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The Living Goddesses

The Living Goddesses crowns a lifetime of innovative, influential work by one of the twentieth-century’s most remarkable scholars. Marija Gimbutas wrote and taught with rare clarity in her original—and originally shocking—interpretation of prehistoric European civilization. Gimbutas flew in the face of contemporary archaeology when she reconstructed goddess-centered cultures that predated historic patriarchal cultures by many thousands of years.

This volume, which was close to completion at the time of her death, contains the distillation of her studies, combined with new discoveries, insights, and analysis. Editor Miriam Robbins Dexter has added introductory and concluding remarks, summaries, and annotations. The first part of the book is an accessible, beautifully illustrated summation of all Gimbutas‘s earlier work on “Old European” religion, together with her ideas on the roles of males and females in ancient matrilineal cultures. The second part of the book brings her knowledge to bear on what we know of the goddesses today—those who, in many places and in many forms, live on.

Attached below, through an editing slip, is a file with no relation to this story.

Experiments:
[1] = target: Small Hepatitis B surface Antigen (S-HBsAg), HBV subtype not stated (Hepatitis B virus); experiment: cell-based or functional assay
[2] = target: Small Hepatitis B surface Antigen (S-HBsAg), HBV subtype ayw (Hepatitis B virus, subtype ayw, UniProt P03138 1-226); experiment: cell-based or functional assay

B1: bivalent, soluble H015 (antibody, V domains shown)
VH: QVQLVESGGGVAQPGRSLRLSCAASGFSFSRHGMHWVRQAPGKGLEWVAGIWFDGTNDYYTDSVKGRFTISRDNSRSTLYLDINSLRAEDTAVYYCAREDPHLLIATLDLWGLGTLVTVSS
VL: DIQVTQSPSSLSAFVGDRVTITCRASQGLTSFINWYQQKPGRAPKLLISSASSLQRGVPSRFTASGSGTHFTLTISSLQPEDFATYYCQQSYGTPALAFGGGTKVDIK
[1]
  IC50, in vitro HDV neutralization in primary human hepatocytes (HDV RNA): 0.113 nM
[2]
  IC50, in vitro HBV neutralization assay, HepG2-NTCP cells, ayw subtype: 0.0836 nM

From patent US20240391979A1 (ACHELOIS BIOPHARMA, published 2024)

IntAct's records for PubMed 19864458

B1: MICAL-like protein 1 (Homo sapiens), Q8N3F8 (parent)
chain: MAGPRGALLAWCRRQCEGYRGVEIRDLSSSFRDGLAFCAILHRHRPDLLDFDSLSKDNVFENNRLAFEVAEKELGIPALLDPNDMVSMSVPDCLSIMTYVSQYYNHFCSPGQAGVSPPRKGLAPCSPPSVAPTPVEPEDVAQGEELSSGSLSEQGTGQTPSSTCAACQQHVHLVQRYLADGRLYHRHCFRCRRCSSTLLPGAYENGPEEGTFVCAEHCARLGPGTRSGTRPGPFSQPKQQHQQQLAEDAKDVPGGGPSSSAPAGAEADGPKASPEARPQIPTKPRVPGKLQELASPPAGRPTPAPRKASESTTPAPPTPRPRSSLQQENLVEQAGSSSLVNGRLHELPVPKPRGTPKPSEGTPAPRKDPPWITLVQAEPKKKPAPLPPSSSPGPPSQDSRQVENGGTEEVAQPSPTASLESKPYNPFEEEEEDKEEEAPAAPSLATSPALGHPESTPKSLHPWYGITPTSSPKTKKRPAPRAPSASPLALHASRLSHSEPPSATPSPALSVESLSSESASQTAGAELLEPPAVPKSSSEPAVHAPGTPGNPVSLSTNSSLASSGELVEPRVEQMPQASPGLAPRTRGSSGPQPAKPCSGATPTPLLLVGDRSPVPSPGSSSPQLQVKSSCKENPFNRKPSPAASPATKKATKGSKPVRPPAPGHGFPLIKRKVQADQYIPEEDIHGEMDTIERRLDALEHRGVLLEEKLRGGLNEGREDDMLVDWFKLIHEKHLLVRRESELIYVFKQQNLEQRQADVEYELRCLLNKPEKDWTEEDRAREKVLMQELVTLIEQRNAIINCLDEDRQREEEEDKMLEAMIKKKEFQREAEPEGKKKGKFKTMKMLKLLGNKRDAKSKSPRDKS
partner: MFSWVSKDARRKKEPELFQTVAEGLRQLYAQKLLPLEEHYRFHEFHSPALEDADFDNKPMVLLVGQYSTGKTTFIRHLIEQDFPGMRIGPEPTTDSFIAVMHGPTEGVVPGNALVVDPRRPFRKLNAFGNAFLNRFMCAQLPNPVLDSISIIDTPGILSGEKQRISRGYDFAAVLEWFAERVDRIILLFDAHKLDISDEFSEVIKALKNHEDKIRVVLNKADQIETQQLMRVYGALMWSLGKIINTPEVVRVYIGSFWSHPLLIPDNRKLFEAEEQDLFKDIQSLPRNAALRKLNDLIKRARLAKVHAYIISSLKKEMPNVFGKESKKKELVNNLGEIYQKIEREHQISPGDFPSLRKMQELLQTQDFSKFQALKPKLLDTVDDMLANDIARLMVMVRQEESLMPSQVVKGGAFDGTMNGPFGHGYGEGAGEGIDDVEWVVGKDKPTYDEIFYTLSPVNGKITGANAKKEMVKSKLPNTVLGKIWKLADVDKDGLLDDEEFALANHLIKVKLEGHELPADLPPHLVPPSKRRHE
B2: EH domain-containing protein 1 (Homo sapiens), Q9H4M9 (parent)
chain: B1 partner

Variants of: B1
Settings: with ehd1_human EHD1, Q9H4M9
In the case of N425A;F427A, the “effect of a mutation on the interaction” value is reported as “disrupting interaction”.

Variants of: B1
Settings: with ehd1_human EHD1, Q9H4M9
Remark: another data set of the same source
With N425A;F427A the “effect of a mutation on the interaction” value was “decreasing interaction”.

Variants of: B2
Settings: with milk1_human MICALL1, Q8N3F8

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  1. Anonymous says

    Old European culture has survived in its living goddesses. 0

  2. Anonymous says